Inadequate durability manifests itself by deterioration, which can be due to either external factors or internal causes within the concrete itself. The various actions can be physical, chemical, or mechanical. It should be observed that the physical and chemical processes of deterioration can act in a synergistic manner. For these reasons, it is sometimes difficult to assign deterioration to a particular factor, but quality of concrete in the broad sense of the word, though with a special reference to permeability, nearly always enters the pictures. Indeed, with the expectation of mechanical damage, all the adverse influences on durability involve the transportation of fluids through the concrete. For this reason, the consideration of durability requires an understanding of the phenomena involved.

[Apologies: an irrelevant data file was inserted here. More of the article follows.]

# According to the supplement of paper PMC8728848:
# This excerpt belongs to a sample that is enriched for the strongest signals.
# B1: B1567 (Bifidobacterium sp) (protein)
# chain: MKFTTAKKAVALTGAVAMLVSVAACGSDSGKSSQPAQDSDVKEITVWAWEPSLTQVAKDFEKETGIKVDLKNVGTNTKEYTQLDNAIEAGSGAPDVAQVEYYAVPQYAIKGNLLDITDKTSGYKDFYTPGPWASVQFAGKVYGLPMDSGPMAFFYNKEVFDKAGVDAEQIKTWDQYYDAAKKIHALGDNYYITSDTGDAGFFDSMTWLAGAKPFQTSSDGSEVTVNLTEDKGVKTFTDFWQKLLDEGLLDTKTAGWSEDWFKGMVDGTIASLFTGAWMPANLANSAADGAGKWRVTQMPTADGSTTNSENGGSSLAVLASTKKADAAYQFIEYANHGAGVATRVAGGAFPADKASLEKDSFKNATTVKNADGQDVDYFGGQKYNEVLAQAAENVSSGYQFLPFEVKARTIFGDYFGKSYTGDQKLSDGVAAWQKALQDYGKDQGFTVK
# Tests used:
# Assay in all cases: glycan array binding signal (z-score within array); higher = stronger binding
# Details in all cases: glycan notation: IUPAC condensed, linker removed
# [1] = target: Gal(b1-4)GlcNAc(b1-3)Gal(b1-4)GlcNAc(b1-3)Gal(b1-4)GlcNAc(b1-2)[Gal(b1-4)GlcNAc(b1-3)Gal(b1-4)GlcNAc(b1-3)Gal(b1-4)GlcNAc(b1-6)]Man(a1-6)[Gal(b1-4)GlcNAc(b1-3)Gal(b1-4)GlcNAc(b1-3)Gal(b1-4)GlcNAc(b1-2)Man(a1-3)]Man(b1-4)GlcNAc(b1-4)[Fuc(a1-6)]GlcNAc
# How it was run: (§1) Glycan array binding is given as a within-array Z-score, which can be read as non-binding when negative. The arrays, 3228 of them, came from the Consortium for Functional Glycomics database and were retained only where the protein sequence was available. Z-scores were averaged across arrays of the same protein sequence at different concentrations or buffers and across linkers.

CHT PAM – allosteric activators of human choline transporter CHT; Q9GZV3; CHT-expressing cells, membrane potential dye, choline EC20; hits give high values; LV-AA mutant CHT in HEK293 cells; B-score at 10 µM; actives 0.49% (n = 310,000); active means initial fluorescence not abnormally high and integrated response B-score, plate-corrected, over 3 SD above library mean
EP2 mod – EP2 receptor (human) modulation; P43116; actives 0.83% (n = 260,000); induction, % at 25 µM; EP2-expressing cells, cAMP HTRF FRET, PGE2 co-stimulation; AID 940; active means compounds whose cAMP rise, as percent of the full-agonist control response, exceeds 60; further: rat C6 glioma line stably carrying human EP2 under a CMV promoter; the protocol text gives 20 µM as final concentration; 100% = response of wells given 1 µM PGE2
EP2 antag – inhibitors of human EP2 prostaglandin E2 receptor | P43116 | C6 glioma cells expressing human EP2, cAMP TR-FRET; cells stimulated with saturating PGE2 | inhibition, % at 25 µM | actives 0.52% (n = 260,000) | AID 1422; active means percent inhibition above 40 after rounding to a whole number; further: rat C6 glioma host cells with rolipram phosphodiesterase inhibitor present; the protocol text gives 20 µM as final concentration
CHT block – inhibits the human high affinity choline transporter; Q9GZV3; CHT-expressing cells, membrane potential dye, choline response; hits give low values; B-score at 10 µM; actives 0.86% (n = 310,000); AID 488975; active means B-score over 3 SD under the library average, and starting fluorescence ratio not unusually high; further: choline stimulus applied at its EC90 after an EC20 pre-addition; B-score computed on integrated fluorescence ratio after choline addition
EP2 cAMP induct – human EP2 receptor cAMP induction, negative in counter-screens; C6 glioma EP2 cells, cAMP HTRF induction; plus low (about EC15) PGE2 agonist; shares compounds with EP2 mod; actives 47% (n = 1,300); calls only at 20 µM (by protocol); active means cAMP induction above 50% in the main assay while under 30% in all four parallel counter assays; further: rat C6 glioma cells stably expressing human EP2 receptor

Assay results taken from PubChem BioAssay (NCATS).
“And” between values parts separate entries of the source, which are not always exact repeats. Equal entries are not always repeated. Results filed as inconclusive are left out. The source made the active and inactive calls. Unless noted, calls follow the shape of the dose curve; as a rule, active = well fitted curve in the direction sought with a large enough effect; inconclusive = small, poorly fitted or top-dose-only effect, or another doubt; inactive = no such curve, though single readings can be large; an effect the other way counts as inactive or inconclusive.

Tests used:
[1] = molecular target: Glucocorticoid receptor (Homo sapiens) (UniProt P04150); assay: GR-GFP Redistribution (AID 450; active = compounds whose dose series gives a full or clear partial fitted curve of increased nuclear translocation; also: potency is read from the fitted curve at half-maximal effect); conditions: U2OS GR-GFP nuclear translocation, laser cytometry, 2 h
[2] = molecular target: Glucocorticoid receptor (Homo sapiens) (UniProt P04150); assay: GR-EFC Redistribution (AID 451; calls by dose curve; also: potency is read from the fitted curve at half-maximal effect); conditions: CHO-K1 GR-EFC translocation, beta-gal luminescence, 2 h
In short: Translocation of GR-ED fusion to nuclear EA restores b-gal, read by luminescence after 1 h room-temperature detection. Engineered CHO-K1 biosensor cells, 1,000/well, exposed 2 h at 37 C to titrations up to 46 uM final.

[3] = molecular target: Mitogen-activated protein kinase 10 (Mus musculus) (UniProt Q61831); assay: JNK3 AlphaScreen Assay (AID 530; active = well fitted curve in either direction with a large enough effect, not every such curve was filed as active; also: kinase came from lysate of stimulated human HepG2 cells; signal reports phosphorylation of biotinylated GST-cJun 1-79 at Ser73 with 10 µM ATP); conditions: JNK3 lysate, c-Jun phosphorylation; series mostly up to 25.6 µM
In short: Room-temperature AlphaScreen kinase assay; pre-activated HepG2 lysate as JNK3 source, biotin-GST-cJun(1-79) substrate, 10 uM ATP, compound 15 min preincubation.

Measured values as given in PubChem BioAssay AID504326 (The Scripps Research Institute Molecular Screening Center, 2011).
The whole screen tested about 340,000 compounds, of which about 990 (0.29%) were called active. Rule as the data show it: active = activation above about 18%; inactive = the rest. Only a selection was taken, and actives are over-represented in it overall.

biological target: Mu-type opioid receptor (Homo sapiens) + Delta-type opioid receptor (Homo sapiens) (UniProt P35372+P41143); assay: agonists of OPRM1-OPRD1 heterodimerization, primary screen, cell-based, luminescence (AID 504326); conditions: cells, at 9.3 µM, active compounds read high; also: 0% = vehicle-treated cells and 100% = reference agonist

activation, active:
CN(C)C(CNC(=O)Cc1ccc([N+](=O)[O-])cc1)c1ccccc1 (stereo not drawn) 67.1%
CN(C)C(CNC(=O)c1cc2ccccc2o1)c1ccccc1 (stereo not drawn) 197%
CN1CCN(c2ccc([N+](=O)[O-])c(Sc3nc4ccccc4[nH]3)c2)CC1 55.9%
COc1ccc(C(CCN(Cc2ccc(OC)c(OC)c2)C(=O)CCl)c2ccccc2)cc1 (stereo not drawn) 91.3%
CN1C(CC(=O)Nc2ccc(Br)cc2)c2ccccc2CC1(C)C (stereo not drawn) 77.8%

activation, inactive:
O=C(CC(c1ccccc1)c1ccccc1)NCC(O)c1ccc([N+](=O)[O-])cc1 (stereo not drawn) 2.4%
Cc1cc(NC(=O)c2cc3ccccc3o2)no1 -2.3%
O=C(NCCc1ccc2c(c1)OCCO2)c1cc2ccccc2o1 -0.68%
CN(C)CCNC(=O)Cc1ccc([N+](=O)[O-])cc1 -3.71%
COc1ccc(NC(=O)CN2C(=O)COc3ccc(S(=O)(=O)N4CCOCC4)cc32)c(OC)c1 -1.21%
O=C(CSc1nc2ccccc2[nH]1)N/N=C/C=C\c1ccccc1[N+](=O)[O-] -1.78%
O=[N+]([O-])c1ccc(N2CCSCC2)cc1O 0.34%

Transportation of Fluid in Concrete
There are three fluids, particularly relevant to durability, which can enter concrete; water, pure or aggressive ions, carbon dioxide and oxygen. They can move through the concrete in different ways, but all transportation depends primarily on the structure of the hydrated cement paste. As stated earlier, the durability of concrete largely depends on the ease with which fluids, both liquids and gases, can enter into, and move through, the concrete; this is commonly referred to as permeability of concrete. Now, strictly speaking, permeability refers to flow through the porous medium. The movement of various fluids takes place not only by flow through the system but also by diffusion and sorption. Nevertheless, the commonly accepted term ‘permeability’ will be used for the overall movement of fluids into and through concrete excepted where, for clarity, distinctions between the various types of flow to be made.